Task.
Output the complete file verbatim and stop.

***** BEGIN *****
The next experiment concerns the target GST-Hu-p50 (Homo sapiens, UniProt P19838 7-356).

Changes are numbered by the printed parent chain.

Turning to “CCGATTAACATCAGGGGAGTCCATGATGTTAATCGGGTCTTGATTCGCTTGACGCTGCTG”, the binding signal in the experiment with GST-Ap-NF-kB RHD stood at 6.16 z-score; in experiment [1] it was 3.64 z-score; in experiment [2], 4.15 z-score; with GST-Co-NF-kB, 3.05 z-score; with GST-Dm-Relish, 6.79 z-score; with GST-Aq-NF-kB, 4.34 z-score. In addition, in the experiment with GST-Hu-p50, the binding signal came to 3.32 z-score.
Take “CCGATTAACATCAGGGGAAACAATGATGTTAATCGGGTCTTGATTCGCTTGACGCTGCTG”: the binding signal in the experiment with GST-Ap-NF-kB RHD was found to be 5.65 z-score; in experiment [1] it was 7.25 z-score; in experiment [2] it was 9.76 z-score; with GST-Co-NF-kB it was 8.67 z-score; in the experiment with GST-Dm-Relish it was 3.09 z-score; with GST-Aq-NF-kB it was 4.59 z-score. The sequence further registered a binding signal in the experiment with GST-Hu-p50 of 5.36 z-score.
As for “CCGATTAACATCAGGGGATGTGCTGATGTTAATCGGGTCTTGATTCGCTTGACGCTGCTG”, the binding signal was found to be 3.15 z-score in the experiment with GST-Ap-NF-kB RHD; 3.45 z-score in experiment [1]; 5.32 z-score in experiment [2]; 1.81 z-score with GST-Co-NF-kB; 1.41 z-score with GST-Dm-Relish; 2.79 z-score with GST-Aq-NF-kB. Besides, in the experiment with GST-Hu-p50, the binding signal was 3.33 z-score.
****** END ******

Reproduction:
The next experiment concerns the target GST-Hu-p50 (Homo sapiens, UniProt P19838 7-356).

Changes are numbered by the printed parent chain.

Turning to “CCGATTAACATCAGGGGAGTCCATGATGTTAATCGGGTCTTGATTCGCTTGACGCTGCTG”, the binding signal in the experiment with GST-Ap-NF-kB RHD stood at 6.16 z-score; in experiment [1] it was 3.64 z-score; in experiment [2], 4.15 z-score; with GST-Co-NF-kB, 3.05 z-score; with GST-Dm-Relish, 6.79 z-score; with GST-Aq-NF-kB, 4.34 z-score. In addition, in the experiment with GST-Hu-p50, the binding signal came to 3.32 z-score.
Take “CCGATTAACATCAGGGGAAACAATGATGTTAATCGGGTCTTGATTCGCTTGACGCTGCTG”: the binding signal in the experiment with GST-Ap-NF-kB RHD was found to be 5.65 z-score; in experiment [1] it was 7.25 z-score; in experiment [2] it was 9.76 z-score; with GST-Co-NF-kB it was 8.67 z-score; in the experiment with GST-Dm-Relish it was 3.09 z-score; with GST-Aq-NF-kB it was 4.59 z-score. The sequence further registered a binding signal in the experiment with GST-Hu-p50 of 5.36 z-score.
As for “CCGATTAACATCAGGGGATGTGCTGATGTTAATCGGGTCTTGATTCGCTTGACGCTGCTG”, the binding signal was found to be 3.15 z-score in the experiment with GST-Ap-NF-kB RHD; 3.45 z-score in experiment [1]; 5.32 z-score in experiment [2]; 1.81 z-score with GST-Co-NF-kB; 1.41 z-score with GST-Dm-Relish; 2.79 z-score with GST-Aq-NF-kB. Besides, in the experiment with GST-Hu-p50, the binding signal was 3.33 z-score.